Motivating students is probably one of the hardest things we do as teachers. Delivering content is meaningless without a student motivated to learn and apply it. During our workshops this is one of the most common topics that come up. While this is usually in the context of Mastery Learning the general advice I give us universally applicable to any instructional model.
While there are a lot of tips and tricks to motivating students, most of them come down to one simple philosophy: INCREASE STUDENT OWNERSHIP
SIMPLE BUT TRUE...
I know this seems overly simplified, but there is a fundamental truth that students care about what they perceive as having control and ownership over. If you are just trying to deliver instruction to a student, you have to convince them of why it's important. If they own the process of learning and engage in that process, their motivation to do well is inherent.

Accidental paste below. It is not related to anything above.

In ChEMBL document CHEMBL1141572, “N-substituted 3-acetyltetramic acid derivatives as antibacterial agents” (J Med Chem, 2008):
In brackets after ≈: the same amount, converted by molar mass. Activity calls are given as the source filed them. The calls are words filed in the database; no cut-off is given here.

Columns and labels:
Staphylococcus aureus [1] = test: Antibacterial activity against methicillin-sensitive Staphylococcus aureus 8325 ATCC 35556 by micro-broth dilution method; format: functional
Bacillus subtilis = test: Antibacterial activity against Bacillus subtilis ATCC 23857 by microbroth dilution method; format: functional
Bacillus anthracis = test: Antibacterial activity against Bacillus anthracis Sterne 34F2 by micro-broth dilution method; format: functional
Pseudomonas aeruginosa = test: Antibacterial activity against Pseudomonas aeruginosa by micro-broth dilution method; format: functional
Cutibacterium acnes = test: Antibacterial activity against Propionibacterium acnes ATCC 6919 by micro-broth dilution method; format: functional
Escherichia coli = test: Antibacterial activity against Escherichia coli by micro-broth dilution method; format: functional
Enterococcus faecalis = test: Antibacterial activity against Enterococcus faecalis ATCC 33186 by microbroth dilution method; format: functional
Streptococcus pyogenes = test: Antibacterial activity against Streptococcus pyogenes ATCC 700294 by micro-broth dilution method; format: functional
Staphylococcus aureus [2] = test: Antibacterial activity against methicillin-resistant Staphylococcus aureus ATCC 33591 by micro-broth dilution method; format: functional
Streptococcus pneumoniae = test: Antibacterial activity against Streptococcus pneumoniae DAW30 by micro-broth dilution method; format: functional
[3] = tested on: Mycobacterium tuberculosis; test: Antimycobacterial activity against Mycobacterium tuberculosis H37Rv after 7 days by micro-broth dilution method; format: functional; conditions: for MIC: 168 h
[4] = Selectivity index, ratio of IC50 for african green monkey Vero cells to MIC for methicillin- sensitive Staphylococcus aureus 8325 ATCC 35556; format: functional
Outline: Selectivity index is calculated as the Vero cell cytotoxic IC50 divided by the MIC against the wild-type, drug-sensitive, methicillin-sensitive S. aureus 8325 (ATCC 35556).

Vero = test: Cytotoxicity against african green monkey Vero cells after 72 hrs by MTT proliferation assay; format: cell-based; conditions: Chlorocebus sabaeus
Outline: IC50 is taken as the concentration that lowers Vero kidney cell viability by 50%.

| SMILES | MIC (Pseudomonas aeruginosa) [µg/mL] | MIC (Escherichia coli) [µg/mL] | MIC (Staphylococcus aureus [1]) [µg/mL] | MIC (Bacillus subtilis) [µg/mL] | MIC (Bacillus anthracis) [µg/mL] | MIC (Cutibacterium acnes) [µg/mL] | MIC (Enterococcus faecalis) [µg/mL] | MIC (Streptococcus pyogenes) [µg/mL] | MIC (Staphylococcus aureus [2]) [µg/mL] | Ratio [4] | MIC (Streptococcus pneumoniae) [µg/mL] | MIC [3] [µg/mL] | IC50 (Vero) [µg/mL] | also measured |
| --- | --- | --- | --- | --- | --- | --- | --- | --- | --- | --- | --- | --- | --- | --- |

If you really think about it, much of the educational system that students reside in is just "provided" or "delivered" to them. They are passive participants and either go along with it or fight it hand and tooth. When we shift the conversation and let students take ownership of choices, pace, how they learn, and the way they show mastery, they become much more motivated to do well.
In my discussions with teachers, I've even had some say that students who never worked before, have started working harder than ever because they "weren't being 'told' to do it."
So the next time you have a student that seems unmotivated or disengaged from learning, think about how much of a stake, or ownership, they have in what they are doing. When you change that conversation and relationship between the student and their learning, motivation will always increase. More importantly student success and achievement will follow.